Most people are involved in some type of financial transaction or decision every day. Sometimes they can get way behind in their debts and financial obligations with no clear way to pay them off. Some resort to debt management plans, which can help if you are careful in setting up the plan. Do you know how to avoid the pitfalls?
Credit and debt issues are critical life altering realities for almost everyone. The daily decisions we make in handling the balance between the two determines our credit worthiness in the eyes of financial institutions.
As we all know, if you have a bad credit rating, then borrowing funds or purchasing many items will become difficult or impossible. But what happens when you get so far in debt that you have no clear way to pay it all off? Many people resort to a debt management plan (DMP). These are payment plans structured in a way so that the borrower is better able to pay off their debts, and is agreed to by the borrower and creditors. The benefits can include lower interest rates and fee waivers.
Once you and the creditors have accepted the DMP, it is important to:
• make regular and timely payments
• always read your monthly statements to make sure your creditors are getting paid according to your plan
• contact the organization responsible for your DMP if you will be unable to make a scheduled payment, or if you discover that creditors are not being paid
If the payments are not made to your DMP and creditors on time, you could lose the progress you’ve made on paying down your debt, or the benefits of being in a DMP, including lower interest rates and fee waivers.
The creditors may not forgive any more late payments and you will incur more ‘late’ marks on your credit report as well as more late fees, increased debt and a longer pay off period. So, once you are on a debt management plan, make sure that you are never late on any payments.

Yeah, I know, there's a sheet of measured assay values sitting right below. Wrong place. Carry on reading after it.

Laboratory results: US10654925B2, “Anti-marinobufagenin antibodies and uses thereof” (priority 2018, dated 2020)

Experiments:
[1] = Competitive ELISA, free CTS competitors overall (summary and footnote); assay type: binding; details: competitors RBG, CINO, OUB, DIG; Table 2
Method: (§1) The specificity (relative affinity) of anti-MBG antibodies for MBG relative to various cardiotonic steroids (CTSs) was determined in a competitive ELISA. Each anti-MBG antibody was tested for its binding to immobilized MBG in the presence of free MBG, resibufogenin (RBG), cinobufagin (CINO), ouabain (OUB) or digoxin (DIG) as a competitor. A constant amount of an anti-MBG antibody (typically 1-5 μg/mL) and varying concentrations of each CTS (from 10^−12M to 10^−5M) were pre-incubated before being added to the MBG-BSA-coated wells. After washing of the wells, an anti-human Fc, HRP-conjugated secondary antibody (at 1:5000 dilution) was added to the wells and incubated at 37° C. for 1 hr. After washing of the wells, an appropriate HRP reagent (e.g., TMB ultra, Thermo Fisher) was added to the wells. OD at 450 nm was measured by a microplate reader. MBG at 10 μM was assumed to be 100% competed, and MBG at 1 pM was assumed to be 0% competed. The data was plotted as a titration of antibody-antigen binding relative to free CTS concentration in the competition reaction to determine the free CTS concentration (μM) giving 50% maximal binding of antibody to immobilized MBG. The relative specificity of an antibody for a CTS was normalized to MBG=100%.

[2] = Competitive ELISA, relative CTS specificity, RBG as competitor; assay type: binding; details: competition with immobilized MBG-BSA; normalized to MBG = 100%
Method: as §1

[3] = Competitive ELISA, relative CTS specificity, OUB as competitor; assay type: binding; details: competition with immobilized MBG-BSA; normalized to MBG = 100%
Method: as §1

DMPs are not for everyone. You should agree on a DMP only after a certified credit counselor has spent time thoroughly reviewing your financial situation, and has offered you specific advice on managing your money. You may be able to work out a payment plan directly with your creditors. But if you decide that you need to work with a credit counselor and get additional advice and assistance, ask questions like these to help you find the best counselor for your situation and make sure you get full and complete anwsers.
Some Important Questions to Ask When Choosing a Credit Counselor to Handle your DMP:
1. What services do you offer? Look for an organization that offers a range of services, including budget counseling, savings and debt management classes, and counselors who are trained and certified in consumer credit, money and debt management, and budgeting. Counselors should discuss your entire financial situation with you, and help you develop a personalized plan to solve your money problems now and avoid others in the future.
2. Are you licensed to offer your services in my state? Many states require that an organization register or obtain a license before offering credit counseling and debt management plans.
3. Do you offer free information?
4. Will I have a formal written agreement or contract with you?
5. What are the qualifications of your counselors? Are they accredited or certified by an outside organization? If so, which one? If not, how are they trained? Try to use an organization whose counselors are trained by an outside organization that is not affiliated with creditors.
6. Have other consumers been satisfied with the service that they received? Once you’ve identified credit counseling organizations that suit your needs, check them out with your local consumer protection agency, and Better Business Bureau.
7. What are your fees? Are there set-up and/or monthly fees? Get a detailed price quote in writing, and specifically ask whether all the fees are covered in the quote.
8. How are your employees paid? Ask them to disclose what compensation it receives from creditors, and how they are compensated.
9. What do you do to keep my personal information confidential and secure? They should have safeguards in place to protect your privacy.
Get the information you need to make an informed decision.